Discoveries of superfluid phases in 3He, high Tc superconductors, graphene and topological insulators have brought into focus materials where quasiparticles are described by same Dirac equation that governs behaviour of relativistic particles. This class of materials – Dirac materials – exhibits unusual universal features seen in numerous realizations: Klein tunnelling, chiral symmetries and impurity resonances. Research at Nordita has explored these similarities and discussed the unique role of symmetries that protect the Dirac spectrum, and how to control their properties. Modern tools have been used to design artificial Dirac Materials, for example Bosonic Dirac materials that host bosonic Dirac excitations, something that is not possible in particle physics where the Dirac excitations are fermionic.
Dirac matter is a general concept, the research pages provide more detail of the particular interests of the research group; a more general overview may be found on Wikipedia.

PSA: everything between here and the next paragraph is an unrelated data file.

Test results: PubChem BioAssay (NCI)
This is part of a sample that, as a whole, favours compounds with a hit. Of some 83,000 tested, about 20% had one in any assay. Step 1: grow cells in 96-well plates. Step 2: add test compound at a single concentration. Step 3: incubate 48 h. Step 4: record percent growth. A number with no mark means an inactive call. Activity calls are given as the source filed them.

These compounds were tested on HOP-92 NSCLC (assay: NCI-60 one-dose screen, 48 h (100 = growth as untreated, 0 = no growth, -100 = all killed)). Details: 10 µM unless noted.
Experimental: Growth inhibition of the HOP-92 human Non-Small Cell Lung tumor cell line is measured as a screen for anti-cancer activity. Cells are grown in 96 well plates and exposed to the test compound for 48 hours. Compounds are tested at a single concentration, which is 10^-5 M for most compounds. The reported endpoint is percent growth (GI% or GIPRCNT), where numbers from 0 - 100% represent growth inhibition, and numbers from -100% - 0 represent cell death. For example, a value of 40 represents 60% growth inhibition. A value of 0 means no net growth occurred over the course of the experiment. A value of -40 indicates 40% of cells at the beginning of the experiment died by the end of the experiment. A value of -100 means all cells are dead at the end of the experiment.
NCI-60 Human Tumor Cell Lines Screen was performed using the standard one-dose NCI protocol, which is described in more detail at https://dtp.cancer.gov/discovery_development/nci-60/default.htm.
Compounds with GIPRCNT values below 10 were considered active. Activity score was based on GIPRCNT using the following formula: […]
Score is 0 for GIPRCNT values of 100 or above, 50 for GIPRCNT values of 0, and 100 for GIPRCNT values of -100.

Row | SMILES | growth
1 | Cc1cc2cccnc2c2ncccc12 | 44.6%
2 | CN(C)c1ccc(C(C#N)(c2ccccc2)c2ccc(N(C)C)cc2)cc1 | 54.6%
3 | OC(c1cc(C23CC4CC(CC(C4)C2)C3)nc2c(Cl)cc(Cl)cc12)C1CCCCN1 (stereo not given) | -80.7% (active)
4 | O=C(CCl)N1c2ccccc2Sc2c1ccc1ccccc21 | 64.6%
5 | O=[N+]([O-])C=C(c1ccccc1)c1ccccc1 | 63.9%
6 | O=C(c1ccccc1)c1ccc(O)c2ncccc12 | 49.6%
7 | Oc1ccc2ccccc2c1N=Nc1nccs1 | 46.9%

Research falls into several areas:
Pumped Dirac Materials: Pump-probe experiments have demonstrated that Dirac materials may be driven into transient excited states with two chemical potentials, one for the electrons and one for the holes, which effectively offers control of the strength of the Coulomb interaction.
Transport and other properties: The study of systems such as graphene and topological insulators with a view to their applications requires a detailed understanding of transport and quasi-particle properties even in equilibrium.